However, where in the thoracic cavity an increase in sympathetic activity as a consequence of inhalation yields increased activity (i.e., an increase in heart rate), below the diaphragm in the abdominal cavity, the same increase in sympathetic activity yields an inhibitory effect on the enteric nervous system, which slows digestive action (i.e., the secretion of conducting fluids), locomotion, and a myriad of other complex digestive activities. The opposite is also true – whereas in the thoracic cavity an increase in parasympathetic emphasis as a consequence of exhalation results in slowing of the heart rate, in the abdominal cavity, increased parasympathetic emphasis (vagal nerve) stimulates the enteric nervous system which responds by increasing digestive activity.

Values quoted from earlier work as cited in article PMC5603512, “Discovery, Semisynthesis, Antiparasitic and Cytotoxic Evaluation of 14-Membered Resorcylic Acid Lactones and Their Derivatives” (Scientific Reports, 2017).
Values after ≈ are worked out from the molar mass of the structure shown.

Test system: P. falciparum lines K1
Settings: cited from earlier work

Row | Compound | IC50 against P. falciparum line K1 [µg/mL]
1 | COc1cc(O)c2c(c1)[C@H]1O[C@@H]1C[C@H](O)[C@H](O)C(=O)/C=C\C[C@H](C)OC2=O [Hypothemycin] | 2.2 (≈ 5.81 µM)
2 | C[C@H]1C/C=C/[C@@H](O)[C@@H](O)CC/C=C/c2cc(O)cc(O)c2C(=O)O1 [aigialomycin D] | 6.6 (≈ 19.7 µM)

This opposite action above and below the diaphragm has to do with how sympathetic and parasympathetic nervous signals are interpreted. In the thoracic cavity (above the diaphragm), upon inhalation pressure decreases (becomes more negative) and heart rate accelerates to the net influence of increasing sympathetic action involving increased secretion of nor-epinephrine acting on adrenergic receptors of the heart, and decreasing parasympathetic action involving decreased secretion of acetylcholine serving to deactivate cholinergic receptors of the heart, thereby diminishing vagal inhibitory affect – the net effect is increased heart rate. Below the diaphragm, upon inhalation pressure increases and all of the organs of the abdomen are compressed. The increased secretion of nor-epinephrine that results in activation of adrenergic receptors in the heart, has the opposite effect on the enteric nervous system, inhibiting its action and “slowing” digestion.